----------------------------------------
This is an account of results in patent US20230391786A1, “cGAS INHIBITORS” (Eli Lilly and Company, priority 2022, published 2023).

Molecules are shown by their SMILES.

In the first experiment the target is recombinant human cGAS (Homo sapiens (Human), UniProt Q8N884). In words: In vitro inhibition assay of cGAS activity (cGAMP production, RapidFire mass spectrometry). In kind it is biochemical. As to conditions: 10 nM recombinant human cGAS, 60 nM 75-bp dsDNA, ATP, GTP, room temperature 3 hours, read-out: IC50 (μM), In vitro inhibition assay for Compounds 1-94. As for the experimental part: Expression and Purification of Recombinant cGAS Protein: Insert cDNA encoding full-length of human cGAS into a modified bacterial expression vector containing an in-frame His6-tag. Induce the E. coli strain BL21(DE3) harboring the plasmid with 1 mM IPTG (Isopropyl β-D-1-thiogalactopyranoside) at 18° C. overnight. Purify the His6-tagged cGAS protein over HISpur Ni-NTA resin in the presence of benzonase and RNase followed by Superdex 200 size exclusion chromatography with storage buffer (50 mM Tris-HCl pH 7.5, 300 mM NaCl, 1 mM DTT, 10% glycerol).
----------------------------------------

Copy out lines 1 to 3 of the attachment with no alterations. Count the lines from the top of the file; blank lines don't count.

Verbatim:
This is an account of results in patent US20230391786A1, “cGAS INHIBITORS” (Eli Lilly and Company, priority 2022, published 2023).

Molecules are shown by their SMILES.

In the first experiment the target is recombinant human cGAS (Homo sapiens (Human), UniProt Q8N884). In words: In vitro inhibition assay of cGAS activity (cGAMP production, RapidFire mass spectrometry). In kind it is biochemical. As to conditions: 10 nM recombinant human cGAS, 60 nM 75-bp dsDNA, ATP, GTP, room temperature 3 hours, read-out: IC50 (μM), In vitro inhibition assay for Compounds 1-94. As for the experimental part: Expression and Purification of Recombinant cGAS Protein: Insert cDNA encoding full-length of human cGAS into a modified bacterial expression vector containing an in-frame His6-tag. Induce the E. coli strain BL21(DE3) harboring the plasmid with 1 mM IPTG (Isopropyl β-D-1-thiogalactopyranoside) at 18° C. overnight. Purify the His6-tagged cGAS protein over HISpur Ni-NTA resin in the presence of benzonase and RNase followed by Superdex 200 size exclusion chromatography with storage buffer (50 mM Tris-HCl pH 7.5, 300 mM NaCl, 1 mM DTT, 10% glycerol).